CAIRO (Rahnuma): Christians in Cairo have been sharing Ramadan traditions and rituals alongside their Muslim neighbors, including donating to charity and enjoying iftar meals at sunset.
The Shobra area of the Egyptian capital has around 590,000 Christian residents according to the Cairo governorate.
“I do not eat in front of fasting people,” Yasmine Tadros told Arab News. “I learned that at an early age. My parents taught me this at home. I have been sharing the rituals of my Muslim brothers for 20 years. In our street in Shobra we used to prepare iftar and have it together, Muslims and Christians. Many people would join in and we were very happy. This year, due to the coronavirus, safety is making us more cautious.”
Her childhood Muslim friends used to want to join her in the Christian fasting months by avoiding certain foods and drinks, she added.
Coexistence is part of Egyptian life, especially in Shobra, and Ramadan sees the two religious communities come together out of respect and compassion.
Magdy Aziz, who owns a popular grocery store on Shobra Street, donates rice and pasta to Ramadan charity banquets on the streets. This year, because the pandemic prevents the holding of such banquets, he decided to donate food to Shobra’s needier residents.
“What I do comes from the heart,” Aziz told Arab News. “What I do is goodness that I wish for everyone, that is the love of God.”
He remarked that Egyptians loved to do good deeds and were connected to each other on all occasions, especially Ramadan. “Sometimes I sell things in Ramadan at half price to everyone.”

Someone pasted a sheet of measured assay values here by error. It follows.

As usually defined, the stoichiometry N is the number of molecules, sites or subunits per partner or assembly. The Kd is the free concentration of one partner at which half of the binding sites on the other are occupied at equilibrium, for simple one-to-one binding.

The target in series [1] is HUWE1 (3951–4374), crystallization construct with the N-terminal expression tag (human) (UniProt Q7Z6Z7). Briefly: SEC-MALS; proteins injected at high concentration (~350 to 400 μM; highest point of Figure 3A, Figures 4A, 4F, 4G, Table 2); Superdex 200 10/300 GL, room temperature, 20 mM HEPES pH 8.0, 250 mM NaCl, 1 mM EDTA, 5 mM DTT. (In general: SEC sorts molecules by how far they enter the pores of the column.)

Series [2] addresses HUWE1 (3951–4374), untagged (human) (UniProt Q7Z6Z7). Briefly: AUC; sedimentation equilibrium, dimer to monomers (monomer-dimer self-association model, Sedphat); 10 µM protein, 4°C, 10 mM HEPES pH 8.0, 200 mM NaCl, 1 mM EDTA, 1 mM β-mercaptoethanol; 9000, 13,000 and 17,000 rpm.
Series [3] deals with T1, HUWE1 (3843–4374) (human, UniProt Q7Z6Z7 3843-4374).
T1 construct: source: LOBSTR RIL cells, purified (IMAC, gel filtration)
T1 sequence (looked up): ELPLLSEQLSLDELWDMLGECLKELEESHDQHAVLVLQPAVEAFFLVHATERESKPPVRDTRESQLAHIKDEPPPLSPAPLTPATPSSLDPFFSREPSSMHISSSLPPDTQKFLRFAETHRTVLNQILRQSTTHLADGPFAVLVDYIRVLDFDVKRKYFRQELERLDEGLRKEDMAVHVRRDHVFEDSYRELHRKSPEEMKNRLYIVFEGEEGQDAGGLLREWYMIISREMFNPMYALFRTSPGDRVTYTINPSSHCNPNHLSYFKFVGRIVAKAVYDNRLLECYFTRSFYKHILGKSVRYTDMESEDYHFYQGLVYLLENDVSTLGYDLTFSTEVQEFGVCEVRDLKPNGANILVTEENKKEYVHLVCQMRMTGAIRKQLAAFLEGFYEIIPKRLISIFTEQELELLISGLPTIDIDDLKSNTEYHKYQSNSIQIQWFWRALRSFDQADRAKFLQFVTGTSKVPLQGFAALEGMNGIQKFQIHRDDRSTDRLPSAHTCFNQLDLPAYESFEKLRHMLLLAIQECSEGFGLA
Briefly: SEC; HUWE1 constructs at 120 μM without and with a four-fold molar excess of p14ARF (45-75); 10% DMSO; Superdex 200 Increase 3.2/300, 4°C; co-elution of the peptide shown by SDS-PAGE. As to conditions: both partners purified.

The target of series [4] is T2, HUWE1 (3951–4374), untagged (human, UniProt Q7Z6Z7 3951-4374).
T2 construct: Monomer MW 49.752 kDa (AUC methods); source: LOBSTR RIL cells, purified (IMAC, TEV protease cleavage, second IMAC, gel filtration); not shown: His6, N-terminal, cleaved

It was a gesture he had practised for years and more so during the holy month because it was a time for charity and good deeds, he added.
It is not always to tell people from the two faiths apart in Shobra because of the care that some non-Muslims take to avoid offending or upsetting those who are fasting.
Accountant Gerges Hanna said he was always keen during Ramadan not to hurt those who observed Ramadan, so he abstained from eating and drinking in front of them. He said he felt happy during the month and enjoyed the vibe of Ramadan, especially at sunset just before the fast was broken.
Hanna told Arab News that he tried as much as he could to exchange shifts with his Muslim co-workers who were unable to work at full capacity while fasting. He added it was the least he could do for his colleagues during the month.
He also said that he stayed with his Muslim friends on the street during iftar to give away dates and juice to passersby.